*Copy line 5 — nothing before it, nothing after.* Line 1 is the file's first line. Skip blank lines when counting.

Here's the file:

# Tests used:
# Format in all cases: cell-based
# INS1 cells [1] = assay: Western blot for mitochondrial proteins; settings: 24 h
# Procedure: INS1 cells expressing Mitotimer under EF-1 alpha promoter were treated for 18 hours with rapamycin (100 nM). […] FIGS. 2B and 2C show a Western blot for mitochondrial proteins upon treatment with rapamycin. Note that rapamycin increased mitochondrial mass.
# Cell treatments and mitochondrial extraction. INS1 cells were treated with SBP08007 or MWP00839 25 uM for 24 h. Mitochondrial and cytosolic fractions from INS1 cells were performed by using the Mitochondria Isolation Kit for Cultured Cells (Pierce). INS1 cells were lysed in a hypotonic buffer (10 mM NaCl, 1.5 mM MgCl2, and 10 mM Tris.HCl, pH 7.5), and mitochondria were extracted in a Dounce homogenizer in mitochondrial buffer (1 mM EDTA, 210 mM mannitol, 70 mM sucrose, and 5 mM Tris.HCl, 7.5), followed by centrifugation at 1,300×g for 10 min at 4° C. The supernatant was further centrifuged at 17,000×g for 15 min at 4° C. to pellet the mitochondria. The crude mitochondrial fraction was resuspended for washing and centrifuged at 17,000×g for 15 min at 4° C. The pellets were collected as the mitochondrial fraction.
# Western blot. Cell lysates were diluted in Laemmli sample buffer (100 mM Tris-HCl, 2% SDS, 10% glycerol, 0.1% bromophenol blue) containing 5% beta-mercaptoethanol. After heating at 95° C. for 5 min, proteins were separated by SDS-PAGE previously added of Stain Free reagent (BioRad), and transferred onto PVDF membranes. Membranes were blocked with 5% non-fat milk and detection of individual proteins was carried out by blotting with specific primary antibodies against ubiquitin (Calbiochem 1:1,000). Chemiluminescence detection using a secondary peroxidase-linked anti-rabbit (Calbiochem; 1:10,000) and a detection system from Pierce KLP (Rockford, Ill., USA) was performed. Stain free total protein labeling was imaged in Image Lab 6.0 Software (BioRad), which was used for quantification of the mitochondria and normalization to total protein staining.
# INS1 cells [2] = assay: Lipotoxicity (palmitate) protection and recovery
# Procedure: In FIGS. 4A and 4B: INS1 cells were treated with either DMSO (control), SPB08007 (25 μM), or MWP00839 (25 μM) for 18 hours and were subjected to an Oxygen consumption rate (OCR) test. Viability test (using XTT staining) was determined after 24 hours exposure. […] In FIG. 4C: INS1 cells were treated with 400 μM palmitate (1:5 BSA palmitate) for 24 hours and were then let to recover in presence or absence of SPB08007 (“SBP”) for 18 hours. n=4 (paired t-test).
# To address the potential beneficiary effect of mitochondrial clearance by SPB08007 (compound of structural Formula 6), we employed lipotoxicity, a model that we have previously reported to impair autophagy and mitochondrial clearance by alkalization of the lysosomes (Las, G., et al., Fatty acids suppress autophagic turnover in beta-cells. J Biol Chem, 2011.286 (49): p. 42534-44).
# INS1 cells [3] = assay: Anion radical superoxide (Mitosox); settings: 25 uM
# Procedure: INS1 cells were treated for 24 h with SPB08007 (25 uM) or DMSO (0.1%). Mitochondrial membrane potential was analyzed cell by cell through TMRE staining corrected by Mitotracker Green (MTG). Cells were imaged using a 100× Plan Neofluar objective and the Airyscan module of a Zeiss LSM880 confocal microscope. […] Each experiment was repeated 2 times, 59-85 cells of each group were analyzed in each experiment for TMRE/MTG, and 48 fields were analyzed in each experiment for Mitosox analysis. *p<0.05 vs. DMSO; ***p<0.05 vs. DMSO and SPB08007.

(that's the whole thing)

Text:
# Cell treatments and mitochondrial extraction. INS1 cells were treated with SBP08007 or MWP00839 25 uM for 24 h. Mitochondrial and cytosolic fractions from INS1 cells were performed by using the Mitochondria Isolation Kit for Cultured Cells (Pierce). INS1 cells were lysed in a hypotonic buffer (10 mM NaCl, 1.5 mM MgCl2, and 10 mM Tris.HCl, pH 7.5), and mitochondria were extracted in a Dounce homogenizer in mitochondrial buffer (1 mM EDTA, 210 mM mannitol, 70 mM sucrose, and 5 mM Tris.HCl, 7.5), followed by centrifugation at 1,300×g for 10 min at 4° C. The supernatant was further centrifuged at 17,000×g for 15 min at 4° C. to pellet the mitochondria. The crude mitochondrial fraction was resuspended for washing and centrifuged at 17,000×g for 15 min at 4° C. The pellets were collected as the mitochondrial fraction.